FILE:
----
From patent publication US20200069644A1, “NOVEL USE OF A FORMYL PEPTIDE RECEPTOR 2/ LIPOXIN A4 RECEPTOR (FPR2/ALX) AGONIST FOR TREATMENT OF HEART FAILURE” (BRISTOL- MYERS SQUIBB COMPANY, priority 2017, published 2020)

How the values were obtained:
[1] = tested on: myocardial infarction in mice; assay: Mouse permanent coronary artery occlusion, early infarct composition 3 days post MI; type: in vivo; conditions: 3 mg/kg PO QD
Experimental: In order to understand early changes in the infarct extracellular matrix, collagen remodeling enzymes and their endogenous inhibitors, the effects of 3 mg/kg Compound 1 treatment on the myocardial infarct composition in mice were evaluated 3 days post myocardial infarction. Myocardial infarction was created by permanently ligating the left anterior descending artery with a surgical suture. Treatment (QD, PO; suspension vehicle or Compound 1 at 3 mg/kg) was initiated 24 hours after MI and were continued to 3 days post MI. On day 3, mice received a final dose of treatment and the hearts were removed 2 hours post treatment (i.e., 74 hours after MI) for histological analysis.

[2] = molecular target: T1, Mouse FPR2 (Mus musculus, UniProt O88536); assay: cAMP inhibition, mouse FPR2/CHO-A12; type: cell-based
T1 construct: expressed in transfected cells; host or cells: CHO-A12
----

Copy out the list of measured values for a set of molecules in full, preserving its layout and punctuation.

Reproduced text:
From patent publication US20200069644A1, “NOVEL USE OF A FORMYL PEPTIDE RECEPTOR 2/ LIPOXIN A4 RECEPTOR (FPR2/ALX) AGONIST FOR TREATMENT OF HEART FAILURE” (BRISTOL- MYERS SQUIBB COMPANY, priority 2017, published 2020)

How the values were obtained:
[1] = tested on: myocardial infarction in mice; assay: Mouse permanent coronary artery occlusion, early infarct composition 3 days post MI; type: in vivo; conditions: 3 mg/kg PO QD
Experimental: In order to understand early changes in the infarct extracellular matrix, collagen remodeling enzymes and their endogenous inhibitors, the effects of 3 mg/kg Compound 1 treatment on the myocardial infarct composition in mice were evaluated 3 days post myocardial infarction. Myocardial infarction was created by permanently ligating the left anterior descending artery with a surgical suture. Treatment (QD, PO; suspension vehicle or Compound 1 at 3 mg/kg) was initiated 24 hours after MI and were continued to 3 days post MI. On day 3, mice received a final dose of treatment and the hearts were removed 2 hours post treatment (i.e., 74 hours after MI) for histological analysis.

[2] = molecular target: T1, Mouse FPR2 (Mus musculus, UniProt O88536); assay: cAMP inhibition, mouse FPR2/CHO-A12; type: cell-based
T1 construct: expressed in transfected cells; host or cells: CHO-A12